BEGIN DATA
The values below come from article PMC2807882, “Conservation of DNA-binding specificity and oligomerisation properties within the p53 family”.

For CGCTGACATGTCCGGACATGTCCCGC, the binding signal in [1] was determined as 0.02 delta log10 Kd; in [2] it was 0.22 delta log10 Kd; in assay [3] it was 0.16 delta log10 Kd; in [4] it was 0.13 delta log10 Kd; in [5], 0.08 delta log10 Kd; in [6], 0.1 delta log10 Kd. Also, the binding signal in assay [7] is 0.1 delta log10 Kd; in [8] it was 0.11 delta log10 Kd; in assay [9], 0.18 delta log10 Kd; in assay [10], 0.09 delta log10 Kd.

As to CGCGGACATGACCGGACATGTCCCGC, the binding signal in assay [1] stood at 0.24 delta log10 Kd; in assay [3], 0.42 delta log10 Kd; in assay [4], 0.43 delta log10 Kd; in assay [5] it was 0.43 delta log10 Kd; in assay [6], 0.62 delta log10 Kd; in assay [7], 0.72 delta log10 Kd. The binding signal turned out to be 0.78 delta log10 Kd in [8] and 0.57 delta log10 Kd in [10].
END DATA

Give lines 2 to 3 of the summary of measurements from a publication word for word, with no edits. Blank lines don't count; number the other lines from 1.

For CGCTGACATGTCCGGACATGTCCCGC, the binding signal in [1] was determined as 0.02 delta log10 Kd; in [2] it was 0.22 delta log10 Kd; in assay [3] it was 0.16 delta log10 Kd; in [4] it was 0.13 delta log10 Kd; in [5], 0.08 delta log10 Kd; in [6], 0.1 delta log10 Kd. Also, the binding signal in assay [7] is 0.1 delta log10 Kd; in [8] it was 0.11 delta log10 Kd; in assay [9], 0.18 delta log10 Kd; in assay [10], 0.09 delta log10 Kd.

As to CGCGGACATGACCGGACATGTCCCGC, the binding signal in assay [1] stood at 0.24 delta log10 Kd; in assay [3], 0.42 delta log10 Kd; in assay [4], 0.43 delta log10 Kd; in assay [5] it was 0.43 delta log10 Kd; in assay [6], 0.62 delta log10 Kd; in assay [7], 0.72 delta log10 Kd. The binding signal turned out to be 0.78 delta log10 Kd in [8] and 0.57 delta log10 Kd in [10].